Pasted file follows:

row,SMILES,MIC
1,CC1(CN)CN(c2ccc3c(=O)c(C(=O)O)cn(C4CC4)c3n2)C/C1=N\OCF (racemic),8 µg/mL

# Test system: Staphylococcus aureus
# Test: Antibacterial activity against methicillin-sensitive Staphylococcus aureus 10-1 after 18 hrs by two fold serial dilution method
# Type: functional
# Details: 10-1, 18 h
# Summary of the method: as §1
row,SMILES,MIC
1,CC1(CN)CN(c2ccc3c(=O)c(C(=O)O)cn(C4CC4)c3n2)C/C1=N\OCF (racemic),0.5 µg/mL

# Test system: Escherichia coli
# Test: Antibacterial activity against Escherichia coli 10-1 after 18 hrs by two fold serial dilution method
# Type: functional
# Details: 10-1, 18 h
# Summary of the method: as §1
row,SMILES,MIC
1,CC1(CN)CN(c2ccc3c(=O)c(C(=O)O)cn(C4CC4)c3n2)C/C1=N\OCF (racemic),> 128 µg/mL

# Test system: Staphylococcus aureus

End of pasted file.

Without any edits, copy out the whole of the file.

row,SMILES,MIC
1,CC1(CN)CN(c2ccc3c(=O)c(C(=O)O)cn(C4CC4)c3n2)C/C1=N\OCF (racemic),8 µg/mL

# Test system: Staphylococcus aureus
# Test: Antibacterial activity against methicillin-sensitive Staphylococcus aureus 10-1 after 18 hrs by two fold serial dilution method
# Type: functional
# Details: 10-1, 18 h
# Summary of the method: as §1
row,SMILES,MIC
1,CC1(CN)CN(c2ccc3c(=O)c(C(=O)O)cn(C4CC4)c3n2)C/C1=N\OCF (racemic),0.5 µg/mL

# Test system: Escherichia coli
# Test: Antibacterial activity against Escherichia coli 10-1 after 18 hrs by two fold serial dilution method
# Type: functional
# Details: 10-1, 18 h
# Summary of the method: as §1
row,SMILES,MIC
1,CC1(CN)CN(c2ccc3c(=O)c(C(=O)O)cn(C4CC4)c3n2)C/C1=N\OCF (racemic),> 128 µg/mL

# Test system: Staphylococcus aureus